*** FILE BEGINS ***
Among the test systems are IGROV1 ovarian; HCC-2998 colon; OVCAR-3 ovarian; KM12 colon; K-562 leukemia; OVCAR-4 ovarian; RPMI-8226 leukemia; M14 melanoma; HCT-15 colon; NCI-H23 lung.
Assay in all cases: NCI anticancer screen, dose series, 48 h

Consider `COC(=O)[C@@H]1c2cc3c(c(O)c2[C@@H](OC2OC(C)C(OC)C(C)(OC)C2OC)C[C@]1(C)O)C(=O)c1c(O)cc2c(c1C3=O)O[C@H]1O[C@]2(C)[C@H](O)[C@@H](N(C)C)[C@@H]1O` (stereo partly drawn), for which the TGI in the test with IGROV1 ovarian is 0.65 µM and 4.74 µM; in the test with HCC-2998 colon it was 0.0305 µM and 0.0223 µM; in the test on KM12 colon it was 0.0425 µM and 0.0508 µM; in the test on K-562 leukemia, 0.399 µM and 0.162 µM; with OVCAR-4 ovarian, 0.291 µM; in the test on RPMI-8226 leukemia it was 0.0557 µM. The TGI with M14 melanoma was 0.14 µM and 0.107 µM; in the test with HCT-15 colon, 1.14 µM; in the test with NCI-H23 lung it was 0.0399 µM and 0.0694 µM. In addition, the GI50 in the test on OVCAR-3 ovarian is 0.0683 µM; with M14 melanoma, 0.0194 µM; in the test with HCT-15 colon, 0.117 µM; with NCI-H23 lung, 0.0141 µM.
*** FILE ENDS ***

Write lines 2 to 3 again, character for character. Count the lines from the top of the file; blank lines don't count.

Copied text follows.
Assay in all cases: NCI anticancer screen, dose series, 48 h

Consider `COC(=O)[C@@H]1c2cc3c(c(O)c2[C@@H](OC2OC(C)C(OC)C(C)(OC)C2OC)C[C@]1(C)O)C(=O)c1c(O)cc2c(c1C3=O)O[C@H]1O[C@]2(C)[C@H](O)[C@@H](N(C)C)[C@@H]1O` (stereo partly drawn), for which the TGI in the test with IGROV1 ovarian is 0.65 µM and 4.74 µM; in the test with HCC-2998 colon it was 0.0305 µM and 0.0223 µM; in the test on KM12 colon it was 0.0425 µM and 0.0508 µM; in the test on K-562 leukemia, 0.399 µM and 0.162 µM; with OVCAR-4 ovarian, 0.291 µM; in the test on RPMI-8226 leukemia it was 0.0557 µM. The TGI with M14 melanoma was 0.14 µM and 0.107 µM; in the test with HCT-15 colon, 1.14 µM; in the test with NCI-H23 lung it was 0.0399 µM and 0.0694 µM. In addition, the GI50 in the test on OVCAR-3 ovarian is 0.0683 µM; with M14 melanoma, 0.0194 µM; in the test with HCT-15 colon, 0.117 µM; with NCI-H23 lung, 0.0141 µM.